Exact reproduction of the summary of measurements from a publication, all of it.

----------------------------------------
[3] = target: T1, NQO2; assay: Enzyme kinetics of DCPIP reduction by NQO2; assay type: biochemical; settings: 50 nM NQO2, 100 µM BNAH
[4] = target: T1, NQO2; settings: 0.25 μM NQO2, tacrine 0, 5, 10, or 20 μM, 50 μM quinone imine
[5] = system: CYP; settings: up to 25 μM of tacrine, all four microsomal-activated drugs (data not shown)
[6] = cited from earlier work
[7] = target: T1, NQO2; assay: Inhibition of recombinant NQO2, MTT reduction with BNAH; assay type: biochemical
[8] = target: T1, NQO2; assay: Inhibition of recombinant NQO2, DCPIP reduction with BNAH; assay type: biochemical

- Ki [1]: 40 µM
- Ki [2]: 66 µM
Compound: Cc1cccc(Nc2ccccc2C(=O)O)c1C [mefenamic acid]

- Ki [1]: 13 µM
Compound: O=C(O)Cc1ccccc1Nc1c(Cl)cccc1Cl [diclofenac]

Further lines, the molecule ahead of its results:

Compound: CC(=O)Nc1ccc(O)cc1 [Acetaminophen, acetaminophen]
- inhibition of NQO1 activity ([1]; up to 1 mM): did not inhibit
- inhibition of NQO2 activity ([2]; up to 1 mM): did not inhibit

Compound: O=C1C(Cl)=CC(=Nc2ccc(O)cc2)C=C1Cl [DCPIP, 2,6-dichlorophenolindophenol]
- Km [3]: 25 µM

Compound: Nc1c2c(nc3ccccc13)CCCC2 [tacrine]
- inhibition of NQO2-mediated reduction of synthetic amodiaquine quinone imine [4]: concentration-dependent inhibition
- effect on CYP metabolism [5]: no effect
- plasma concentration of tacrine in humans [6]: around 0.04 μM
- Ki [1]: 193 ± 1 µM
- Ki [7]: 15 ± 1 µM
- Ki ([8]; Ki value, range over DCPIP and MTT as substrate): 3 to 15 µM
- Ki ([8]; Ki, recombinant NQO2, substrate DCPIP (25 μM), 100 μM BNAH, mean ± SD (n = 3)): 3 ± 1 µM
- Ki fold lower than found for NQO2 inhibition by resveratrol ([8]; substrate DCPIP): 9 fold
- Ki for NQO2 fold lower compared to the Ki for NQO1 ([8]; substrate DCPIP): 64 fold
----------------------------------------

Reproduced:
[3] = target: T1, NQO2; assay: Enzyme kinetics of DCPIP reduction by NQO2; assay type: biochemical; settings: 50 nM NQO2, 100 µM BNAH
[4] = target: T1, NQO2; settings: 0.25 μM NQO2, tacrine 0, 5, 10, or 20 μM, 50 μM quinone imine
[5] = system: CYP; settings: up to 25 μM of tacrine, all four microsomal-activated drugs (data not shown)
[6] = cited from earlier work
[7] = target: T1, NQO2; assay: Inhibition of recombinant NQO2, MTT reduction with BNAH; assay type: biochemical
[8] = target: T1, NQO2; assay: Inhibition of recombinant NQO2, DCPIP reduction with BNAH; assay type: biochemical

- Ki [1]: 40 µM
- Ki [2]: 66 µM
Compound: Cc1cccc(Nc2ccccc2C(=O)O)c1C [mefenamic acid]

- Ki [1]: 13 µM
Compound: O=C(O)Cc1ccccc1Nc1c(Cl)cccc1Cl [diclofenac]

Further lines, the molecule ahead of its results:

Compound: CC(=O)Nc1ccc(O)cc1 [Acetaminophen, acetaminophen]
- inhibition of NQO1 activity ([1]; up to 1 mM): did not inhibit
- inhibition of NQO2 activity ([2]; up to 1 mM): did not inhibit

Compound: O=C1C(Cl)=CC(=Nc2ccc(O)cc2)C=C1Cl [DCPIP, 2,6-dichlorophenolindophenol]
- Km [3]: 25 µM

Compound: Nc1c2c(nc3ccccc13)CCCC2 [tacrine]
- inhibition of NQO2-mediated reduction of synthetic amodiaquine quinone imine [4]: concentration-dependent inhibition
- effect on CYP metabolism [5]: no effect
- plasma concentration of tacrine in humans [6]: around 0.04 μM
- Ki [1]: 193 ± 1 µM
- Ki [7]: 15 ± 1 µM
- Ki ([8]; Ki value, range over DCPIP and MTT as substrate): 3 to 15 µM
- Ki ([8]; Ki, recombinant NQO2, substrate DCPIP (25 μM), 100 μM BNAH, mean ± SD (n = 3)): 3 ± 1 µM
- Ki fold lower than found for NQO2 inhibition by resveratrol ([8]; substrate DCPIP): 9 fold
- Ki for NQO2 fold lower compared to the Ki for NQO1 ([8]; substrate DCPIP): 64 fold